'Cold turkey' not effective treatment for opioid use disorder, say 83% of Americans

Most Americans agree that people with opioid use disorder need both medical and nonmedical resources for treatment. However, many do not know where to find these resources or how much they will cost, according to a new survey from NORC at the University of Chicago.

The research institution polled a nationally representative sample of U.S. adults on their opinions about opioid use disorder treatments between July 26-28.

Three survey findings:

1. Only 17 percent of respondents said going "cold turkey" was an effective treatment for opioid use disorder.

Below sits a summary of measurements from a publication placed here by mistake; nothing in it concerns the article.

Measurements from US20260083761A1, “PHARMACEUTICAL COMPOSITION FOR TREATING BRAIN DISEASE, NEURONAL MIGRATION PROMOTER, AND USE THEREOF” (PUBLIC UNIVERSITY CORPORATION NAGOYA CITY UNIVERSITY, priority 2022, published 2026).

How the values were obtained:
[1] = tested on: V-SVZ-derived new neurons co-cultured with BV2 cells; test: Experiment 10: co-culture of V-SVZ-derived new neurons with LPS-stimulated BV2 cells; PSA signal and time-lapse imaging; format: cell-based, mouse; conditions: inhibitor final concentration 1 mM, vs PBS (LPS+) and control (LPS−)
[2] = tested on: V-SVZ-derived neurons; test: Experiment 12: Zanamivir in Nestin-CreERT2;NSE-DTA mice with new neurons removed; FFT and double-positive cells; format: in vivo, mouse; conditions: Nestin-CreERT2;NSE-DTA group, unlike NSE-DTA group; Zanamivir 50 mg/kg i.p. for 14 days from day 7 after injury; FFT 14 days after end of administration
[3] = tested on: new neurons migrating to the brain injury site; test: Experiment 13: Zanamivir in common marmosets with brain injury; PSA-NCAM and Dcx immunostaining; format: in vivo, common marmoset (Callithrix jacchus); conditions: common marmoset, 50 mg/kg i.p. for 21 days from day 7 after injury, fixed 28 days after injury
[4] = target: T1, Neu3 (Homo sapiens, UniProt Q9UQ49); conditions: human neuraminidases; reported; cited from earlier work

2. Eighty-nine percent of respondents said they thought nonmedical services would help someone with opioid use disorder stay in treatment.

3. Nearly 70 percent of respondents did not know whether their state or local government offered free treatment services, or whether their insurance would cover treatment.

To view the full report, click here.

More articles on opioids:

Florida, Military Health System to share PDMP data
The challenges of lowering opioid prescriptions
More than half of privately insured kids getting tonsils removed receive opioids

© Copyright ASC COMMUNICATIONS 2019. Interested in LINKING to or REPRINTING this content? View our policies by clicking here.

 

Top 40 Articles from the Past 6 Months